What I’d tell myself about the first months of leukemia treatment

Above: Kirsten with her daughter, Tessa, who is fighting leukemia. 

Do you ever have flashbacks of remembering how you felt during the first few weeks, even the first months after hearing the words, “your child has cancer”? I do. It is fresh in my mind how bewildered I felt and how alarmed I was by each side-effect that my daughter experienced. I wondered with despair, ‘Is this just our life now?’ ‘Is this our new daughter?’

I picture my past self sitting in that hospital room with a worried expression and tear-streaked cheeks and I wish I could go to her. I would wrap my past self up in a big bear hug and tell her all of the things I know now. Of course, that’s not possible. I only know these things now because I have lived through it. It is only now that I know what the first months of chemotherapy are like for a child. While everyone’s story is unique, many of our experiences are similar.

If your child is in the first weeks or months of cancer treatment, take it from someone on the other side – this will be hard, maybe the hardest thing you’ve ever done. But you can do it – in fact, you already are.

Induction Phase – It’s Hard To Watch.

Kirsten and Tessa during the induction phase of Tessa's leukemia treatment.

During Induction, which is the first phase of treatment, my daughter Tessa lost her ability to walk. She was 7 years old. The first week, she was intubated for days at a time because she had a roaring infection and was in intense pain. That combined with starting chemotherapy treatment & steroids had wrecked her precious little perfect body and transformed her into skin and bones.

Tessa became this frail, sad, scared little girl who never smiled. The steroids changed her personality. She told the nurses she hated them when they had to change the dressing on her picc line. She would have never spoken to someone like that if she had been her ‘former self’. It was as if my daughter was a different person. Looking back, I wish I could tell myself, she is this way now because of the steroid medication. She will not always be like this. After ending the steroid, Tessa returned to her same silly and loving personality. She was not lost forever!

Tessa started physical therapy almost right away and slowly she began to build up her strength again. I couldn’t even count how many times I had to carry her to the bathroom. It took two months, but she was able to walk again by Christmas! I vividly remember how challenging it was to lift her into the backseat of our two-door Honda Civic and up into her car seat. She was so weak, she felt like a ragdoll. When we’d go to clinic appointments, I’d have to hope someone had left a wheelchair by the parking ramp elevator that we could use. I didn't want to leave my daughter in the car alone for very long while I grabbed a wheelchair.

Your New Motto: This Is Temporary

I would love to go back and reassure myself that she would walk again. I would tell myself, ‘This is normal. Many children lose their ability to walk during the first couple months of chemotherapy.’ She also developed foot drop, and lack of reflexes from the drug Vincristine. She needed to wear ankle orthotics (AFOs) for 10 months.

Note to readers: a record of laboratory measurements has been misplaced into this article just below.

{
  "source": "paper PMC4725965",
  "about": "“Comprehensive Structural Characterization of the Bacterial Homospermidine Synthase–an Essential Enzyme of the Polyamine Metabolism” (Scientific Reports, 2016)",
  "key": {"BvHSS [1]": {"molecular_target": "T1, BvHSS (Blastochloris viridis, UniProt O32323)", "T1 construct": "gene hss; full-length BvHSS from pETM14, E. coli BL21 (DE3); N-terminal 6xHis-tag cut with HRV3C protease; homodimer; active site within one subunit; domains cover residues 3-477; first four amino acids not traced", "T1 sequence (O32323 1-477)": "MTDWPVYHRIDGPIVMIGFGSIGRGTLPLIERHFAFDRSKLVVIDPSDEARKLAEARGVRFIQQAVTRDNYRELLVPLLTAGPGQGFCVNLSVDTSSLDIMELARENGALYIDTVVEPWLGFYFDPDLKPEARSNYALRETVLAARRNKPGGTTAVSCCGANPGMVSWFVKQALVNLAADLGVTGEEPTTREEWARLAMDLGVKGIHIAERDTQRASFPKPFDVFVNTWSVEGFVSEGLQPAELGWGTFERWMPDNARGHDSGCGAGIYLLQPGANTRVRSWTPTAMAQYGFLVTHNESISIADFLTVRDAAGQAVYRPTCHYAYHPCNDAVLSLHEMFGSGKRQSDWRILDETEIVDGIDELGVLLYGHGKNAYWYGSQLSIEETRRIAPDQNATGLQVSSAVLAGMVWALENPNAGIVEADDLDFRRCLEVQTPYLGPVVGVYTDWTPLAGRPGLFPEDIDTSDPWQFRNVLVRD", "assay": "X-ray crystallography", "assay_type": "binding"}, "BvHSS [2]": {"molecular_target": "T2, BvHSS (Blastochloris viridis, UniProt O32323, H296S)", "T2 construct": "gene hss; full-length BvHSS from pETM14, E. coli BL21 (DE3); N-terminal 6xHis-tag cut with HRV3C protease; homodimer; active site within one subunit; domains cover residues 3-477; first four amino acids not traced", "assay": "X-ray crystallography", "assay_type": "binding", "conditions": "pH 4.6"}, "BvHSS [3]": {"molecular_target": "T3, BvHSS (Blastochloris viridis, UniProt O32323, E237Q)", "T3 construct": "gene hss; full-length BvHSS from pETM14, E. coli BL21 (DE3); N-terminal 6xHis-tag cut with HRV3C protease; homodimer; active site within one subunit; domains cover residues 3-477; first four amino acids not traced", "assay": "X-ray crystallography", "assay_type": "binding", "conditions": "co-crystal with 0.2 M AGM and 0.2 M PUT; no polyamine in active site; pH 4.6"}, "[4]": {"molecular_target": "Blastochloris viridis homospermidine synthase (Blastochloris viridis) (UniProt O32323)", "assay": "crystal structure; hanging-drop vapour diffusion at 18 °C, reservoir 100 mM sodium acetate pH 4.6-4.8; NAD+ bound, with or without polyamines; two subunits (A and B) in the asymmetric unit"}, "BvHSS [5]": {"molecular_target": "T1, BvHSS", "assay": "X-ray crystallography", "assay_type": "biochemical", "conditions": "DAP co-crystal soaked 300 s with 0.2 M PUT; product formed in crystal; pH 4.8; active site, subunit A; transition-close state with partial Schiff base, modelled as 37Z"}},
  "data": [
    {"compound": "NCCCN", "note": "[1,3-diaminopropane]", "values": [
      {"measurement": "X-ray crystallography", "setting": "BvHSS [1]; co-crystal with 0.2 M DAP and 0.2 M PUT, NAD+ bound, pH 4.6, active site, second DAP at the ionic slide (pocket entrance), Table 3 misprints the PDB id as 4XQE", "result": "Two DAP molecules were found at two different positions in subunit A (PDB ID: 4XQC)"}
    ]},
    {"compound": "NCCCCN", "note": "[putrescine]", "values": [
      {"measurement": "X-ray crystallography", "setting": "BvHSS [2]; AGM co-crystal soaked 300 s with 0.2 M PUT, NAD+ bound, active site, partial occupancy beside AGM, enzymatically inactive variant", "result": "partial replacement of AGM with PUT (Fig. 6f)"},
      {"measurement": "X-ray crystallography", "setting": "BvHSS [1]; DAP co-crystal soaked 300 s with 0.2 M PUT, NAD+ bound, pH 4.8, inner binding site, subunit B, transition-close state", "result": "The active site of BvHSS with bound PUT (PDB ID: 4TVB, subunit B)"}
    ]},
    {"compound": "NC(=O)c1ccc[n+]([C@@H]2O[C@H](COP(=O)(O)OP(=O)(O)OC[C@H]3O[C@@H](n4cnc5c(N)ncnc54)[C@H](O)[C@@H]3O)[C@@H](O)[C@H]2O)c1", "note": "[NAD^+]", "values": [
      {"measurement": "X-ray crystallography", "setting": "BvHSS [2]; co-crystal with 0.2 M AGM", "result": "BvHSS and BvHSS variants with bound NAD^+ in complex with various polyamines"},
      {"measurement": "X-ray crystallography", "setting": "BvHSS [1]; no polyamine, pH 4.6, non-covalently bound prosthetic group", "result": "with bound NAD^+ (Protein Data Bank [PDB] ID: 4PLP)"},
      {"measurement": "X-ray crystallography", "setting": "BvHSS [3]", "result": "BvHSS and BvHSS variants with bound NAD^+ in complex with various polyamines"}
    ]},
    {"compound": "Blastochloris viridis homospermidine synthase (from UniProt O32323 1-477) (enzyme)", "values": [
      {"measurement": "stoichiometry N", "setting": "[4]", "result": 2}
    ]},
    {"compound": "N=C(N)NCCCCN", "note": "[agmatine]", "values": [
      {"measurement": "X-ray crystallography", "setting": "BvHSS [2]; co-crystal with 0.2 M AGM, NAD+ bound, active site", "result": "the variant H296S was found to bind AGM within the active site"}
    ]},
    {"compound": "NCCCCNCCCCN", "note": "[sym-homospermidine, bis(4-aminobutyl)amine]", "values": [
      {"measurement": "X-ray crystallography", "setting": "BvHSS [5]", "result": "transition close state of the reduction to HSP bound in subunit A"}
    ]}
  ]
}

When you’re in the thick of it, it’s hard to see it as temporary. She is now running and jumping and doing all things physically normal for her age.

During the first two months, my daughter lost a lot of weight. She had a low appetite and most everything sounded unappetizing to her. She had always been slender, but after the first month of treatment she had gone from being at the 40% to being at 4% for weight for her age. It was scary and very stressful. We were constantly trying to get her to eat. We wanted to avoid having her get a feeding tube because I didn’t want her to have another ‘hard’ thing to deal with. She did end up finally gaining a little weight over the next couple months. We felt ‘safe’ with her weight after about four months of treatment.

Looking back, I would tell myself, ‘It’s ok if the doctors recommend a feeding tube! Many children have trouble gaining weight during treatment and many children end up getting feeding tubes. They are helpful and may actually relieve stress because then you know they are getting the right amount of calories.’

Your New Normal is not Forever.

If you are still in the first few months of treatment, just know that whatever your child is experiencing is most likely temporary. Don’t be afraid to ask your oncologist questions like, “Is this normal?” Yes, there can be some long-lasting side-effects but try to worry about those later if and when they occur, because they may not occur.

Things like moods, hair loss, muscle weakness, weight loss or weight gain are caused by your child being on these heavy medications… they are not going to be your new normal forever. They are just your new normal for the time being. My daughter has endured and suffered through the harshest parts of her treatment plan and is now in the Maintenance phase and doing very well. The first year or so of treatment for leukemia is very hard but keep persevering, and don’t lose hope!

Written by Kirsten Barlow, childhood cancer mom

My daughter Tessa was diagnosed at age 7 with acute lymphoblastic leukemia B-bell, standard-risk. She reached remission after the first 28 days of treatment. Her treatment plan is a total of two and a half years long. She has made it through the more aggressive parts of her plan and will be in maintenance treatment for one more year. Tessa, now 8, is the oldest of five siblings. Her siblings are 6, 4, 3 & 1 years old. We love to do things together as a family.

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